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A Farewell to Truth

A Farewell to Truth

Translated by WILLIAM McCUAIG
Copyright Date: 2011
Pages: 192
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  • Book Info
    A Farewell to Truth
    Book Description:

    With Western cultures becoming more pluralistic, the question of "truth" in politics has become a game of interpretations. Today, we face the demise of the very idea of truth as an objective description of facts, though many have yet to acknowledge that this is changing.

    Gianni Vattimo explicitly engages with the important consequences for democracy of our changing conception of politics and truth, such as a growing reluctance to ground politics in science, economics, and technology. Yet in Vattimo's conception, a farewell to truth can benefit democracy, exposing the unspoken issues that underlie all objective claims. The end of absolute truth challenges the legitimacy of policies based on perceived objective necessities-protecting the free market, for example, even if it devastates certain groups or classes. Vattimo calls for a truth that is constructed with consensus and a respect for the liberty of all. By taking into account the cultural paradigms of others, a more "truthful" society-freer and more democratic-becomes possible.

    In this book, Vattimo continues his reinterpretation of Christianity as a religion of charity and hope, freeing society from authoritarian, metaphysical dogmatism. He also extends Nietzsche's "death of God" to the death of an authoritarian God, ushering in a new, postreligious Christianity. He connects the thought of Martin Heidegger, Karl Marx, and Karl Popper with surprising results and accommodates modern science more than in his previous work, reconciling its validity with an insistence that knowledge is interpretive. Vattimo's philosophy justifies Western nihilism in its capacity to dispense with absolute truths. Ranging over politics, ethics, religion, and the history of philosophy, his reflections contribute deeply to a modern reconception of God, metaphysics, and the purpose of reality.

    eISBN: 978-0-231-52755-2
    Subjects: Philosophy, Religion

Table of Contents

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  1. Front Matter
    (pp. i-iv)
  2. Table of Contents
    (pp. v-vi)
    (pp. vii-xxiv)
    Robert T. Valgenti

    Gianni Vattimo is one of those rare thinkers in whom thought and action suffer little separation. From his early political activism to his two terms as a member of the European Parliament, he has transformed nihilism into a vocation on behalf of the causes of democracy, cultural pluralism, and human solidarity. For philosophers and politicians alike, however, the title Farewell to Truth risks sounding more like a punch line than a manifesto for political liberation. While the fear might be that such a pronouncement could be mistaken for the expediency of political lies, the more disturbing reality is that all...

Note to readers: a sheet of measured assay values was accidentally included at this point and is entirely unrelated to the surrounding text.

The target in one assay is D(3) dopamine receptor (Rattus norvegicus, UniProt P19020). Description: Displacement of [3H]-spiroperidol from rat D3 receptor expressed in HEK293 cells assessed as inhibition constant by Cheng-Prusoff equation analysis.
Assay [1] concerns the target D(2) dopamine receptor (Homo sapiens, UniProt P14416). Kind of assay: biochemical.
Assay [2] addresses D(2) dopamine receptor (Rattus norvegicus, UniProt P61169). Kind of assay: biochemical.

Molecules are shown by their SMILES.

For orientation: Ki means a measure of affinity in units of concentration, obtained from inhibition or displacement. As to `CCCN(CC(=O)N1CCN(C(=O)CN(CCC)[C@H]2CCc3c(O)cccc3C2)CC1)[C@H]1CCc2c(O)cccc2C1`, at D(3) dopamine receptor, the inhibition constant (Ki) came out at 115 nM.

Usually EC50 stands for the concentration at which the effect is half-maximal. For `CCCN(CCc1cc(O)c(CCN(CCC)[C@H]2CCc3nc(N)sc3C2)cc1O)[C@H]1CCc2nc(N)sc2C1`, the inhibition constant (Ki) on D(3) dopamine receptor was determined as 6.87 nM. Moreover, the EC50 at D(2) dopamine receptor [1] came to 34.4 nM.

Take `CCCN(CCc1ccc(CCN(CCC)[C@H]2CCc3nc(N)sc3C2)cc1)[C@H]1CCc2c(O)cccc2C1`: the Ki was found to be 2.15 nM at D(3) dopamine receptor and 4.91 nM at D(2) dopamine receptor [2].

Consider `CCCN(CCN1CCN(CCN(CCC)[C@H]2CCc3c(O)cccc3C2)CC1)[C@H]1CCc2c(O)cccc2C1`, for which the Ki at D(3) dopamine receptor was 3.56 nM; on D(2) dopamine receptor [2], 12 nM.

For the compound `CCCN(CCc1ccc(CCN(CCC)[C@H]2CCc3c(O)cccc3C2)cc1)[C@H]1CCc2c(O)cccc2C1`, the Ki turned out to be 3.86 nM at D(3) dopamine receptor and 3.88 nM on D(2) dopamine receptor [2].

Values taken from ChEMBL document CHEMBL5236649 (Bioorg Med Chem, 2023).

(pp. xxv-xxxviii)

    A Farewell to Truth: I have chosen this paradoxical title because it conveys something important about theoretical and philosophical aspects of our culture now, and also about everyday experience. As far as the latter goes, it is increasingly clear to all and sundry that “the media lie” and that everything is turning into a game of interpretations—not disinterested, not necessarily false, but (and this is the point) oriented toward projects, expectations, and value choices at odds with one another. The culture of countries in the West is becoming, as a matter of fact, though often not in law, more...

    (pp. 1-46)

    Karl Popper’s ideas about the open society and its enemies, first published in a famous book in 1945, have become commonplace. But their extreme consequences are not always thought through. According to Popper, the enemies of the open society are all those theorists, starting with the philosophers in Plato’s Republic who have emerged from the cave in which ordinary people dwell and have contemplated directly the eternal ideas of things (the truth of Being, not just its shadows). These Platonic philosophers have the right and the duty to go back down into the world and lead their fellows, or compel...

    (pp. 47-88)

    What Heidegger said in his throwaway remark to Der Spiegel was “nur noch ein Gott kann uns retten,” which is usually rendered in English as “only a God can still save us.” To adapt it to read “nur noch ein relativistischer Gott kann uns retten,” as my subtitle suggests, is more than just a provocative piece of wordplay. Heidegger himself might not have disowned it, had he lived to see the damage being done in our time by religious fundamentalism, real or phony (for I don’t in the least suppose that Bush and his cronies are true believers). To make...

    (pp. 89-140)

    Anyone with questions about ethics on their mind, all those in quest of ethics, share a common hope: the expectation that ethics will yield binding principles.¹ The question spontaneously takes the form: “What (ought we) to do?” The word “duty” turns up more often than any other in discussions of ethics, and most people think it would be a meaningless word if it did not depend on some principle from which the answer “follows,” like a logical consequence from logical premises. So failure to comply would be tantamount to rebelling against reason—against practical reason, that is, but the distinction...

  8. NOTES
    (pp. 141-142)
    (pp. 143-148)